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Jasomi yokes together security and NAT for VOIP

Jasomi has joined security and NAT for voice over Internet Protocol.

Drawing on security and voice-over-IP routing expertise, Jasomi has built call peering products that translate IP addresses at the edge of the network and combine signaling through session initiation protocol with packet processing.

The technology may seem esoteric, but it is fairly crucial to the integrity of voice over IP and solves some pressing security issues, such as the integration of firewalls.

Jasomi has taken as its starting point the back-to-back user agent, which is basically a SIP gateway linking two concurrent sessions (hence back-to-back) into a single call. The BBUA is integrated with a media proxy in its PeerPoint device. Just building the box, like a few other startups are doing at the moment, would eventually set the company up to be in a commodity business.So to create a niche for itself, Jasomi has built in the ability to add a layer of security to voice over IP, actually terminating the call and making a copy before sending it on, along with the more common function of network address translation (NAT).


The company's focus on security comes as a result of CEO Dan Freedman's experience at Network Associates and VP of technical services Johnson Wu's work in the development of Cisco's PIX firewall. The technology to integrate the signaling and media transport on a single box, rather than simply handling the signaling like a SIP proxy server, is based on the expertise of CTO David Bryan, who led software development for Vovida. Vovida was an open source softswitch maker that Cisco acquired in 2000.


Jasomi's core PeerPoint product is a back-to-back user agent integrated with a media gateway. The BBUA is like a PSTN gateway, but has SIP on both sides, rather than SIP on one and PSTN on the other. The BBUA establishes two independent SIP calls and selectively bridges audio and other information between them, separating the caller and the recipient of the call into two separate sessions.

While there is some debate over where SIP should be used in VOIP networks -- whether it should complement or supplant legacy protocols like H.323 or more recently developed technology like Media Gateway Control Protocol -- there is growing support for the protocol, primarily for signaling in VOIP networks. SIP separates the session logic from the session itself, but its utility is confined to creating and breaking down sessions -- the media stream, or voice packets, are sent along another path. The Jasomi box integrates the two paths using a network processor to inspect the packets as they come in. The packet inspection is an important element in the box's security capabilities.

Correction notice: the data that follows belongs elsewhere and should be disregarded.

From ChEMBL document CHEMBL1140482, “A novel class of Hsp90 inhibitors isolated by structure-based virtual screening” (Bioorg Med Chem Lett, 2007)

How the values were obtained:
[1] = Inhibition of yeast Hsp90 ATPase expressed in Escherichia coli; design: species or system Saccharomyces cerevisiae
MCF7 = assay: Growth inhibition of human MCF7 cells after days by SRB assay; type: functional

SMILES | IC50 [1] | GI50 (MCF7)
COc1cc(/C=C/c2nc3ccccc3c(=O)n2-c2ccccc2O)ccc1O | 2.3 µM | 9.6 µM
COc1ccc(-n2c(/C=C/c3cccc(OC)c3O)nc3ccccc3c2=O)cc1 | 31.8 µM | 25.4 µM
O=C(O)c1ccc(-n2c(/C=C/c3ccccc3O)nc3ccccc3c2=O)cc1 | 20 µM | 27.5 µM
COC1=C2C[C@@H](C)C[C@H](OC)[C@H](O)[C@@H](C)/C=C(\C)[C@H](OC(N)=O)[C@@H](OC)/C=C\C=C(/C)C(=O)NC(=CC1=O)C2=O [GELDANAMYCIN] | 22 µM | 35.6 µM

To use VOIP, network administrators have to leave a few ports open on the firewall to allow the connections to be made, which leaves the network vulnerable to denial-of-service attacks and other security risks. The Jasomi box, residing in the DMZ (for demilitarized zone, a 'neutral zone' between a company's private network and the outside public network), intercepts the VOIP calls and actually terminates them, although it makes a copy of both the signaling information and media packets. Using policy management and network address translation, the device will forward the calls onto phones in the corporate network or drop data streams that appear suspicious. With extremely long packets, the box will 'rate limit' the stream so the network isn't overwhelmed.


Jasomi uses the same technology for the wiretapping feature on its box pitched at carriers. Wiretapping involves making a copy of a call and forwarding it on to law enforcement authorities. With a circuit-switched network this is a straightforward matter, since it's clear where the call starts and ends and the path it travels on. With an IP network, none of these elements can be pinned down with any certainty. By putting its device in the middle of the caller and recipient, effectively creating three fixed points, and by terminating the calls at each end, Jasomi tackles the regulatory issue.

The company defines its product for the carrier market as a SIP-to-SIP gateway, and it basically functions like a demarcation point in VOIP networks. Carriers can be cagey about their call routes, so terminating the call at the edge of carrier networks and then handing off a secure copy of the call is more appealing than the alternative.


Unlike other players building edge devices in the VOIP space, Jasomi has no TDM interface and no strategy to migrate from legacy voice infrastructure to VOIP. According to CEO Freedman, Jasomi's business is equally split between carriers and enterprises. The company has a few direct competitors, most notably Acme Packets, but its broader struggle is convincing the market that bundling security to a BBUA coupled with a media gateway is the best architecture for VOIP networks. Firewall vendors and other startups could present a challenge, as could vendors of another emerging category of gear called application layer gateways, analogous to application servers. Some, like Nortel, have built proprietary NAT systems into their PBXes.

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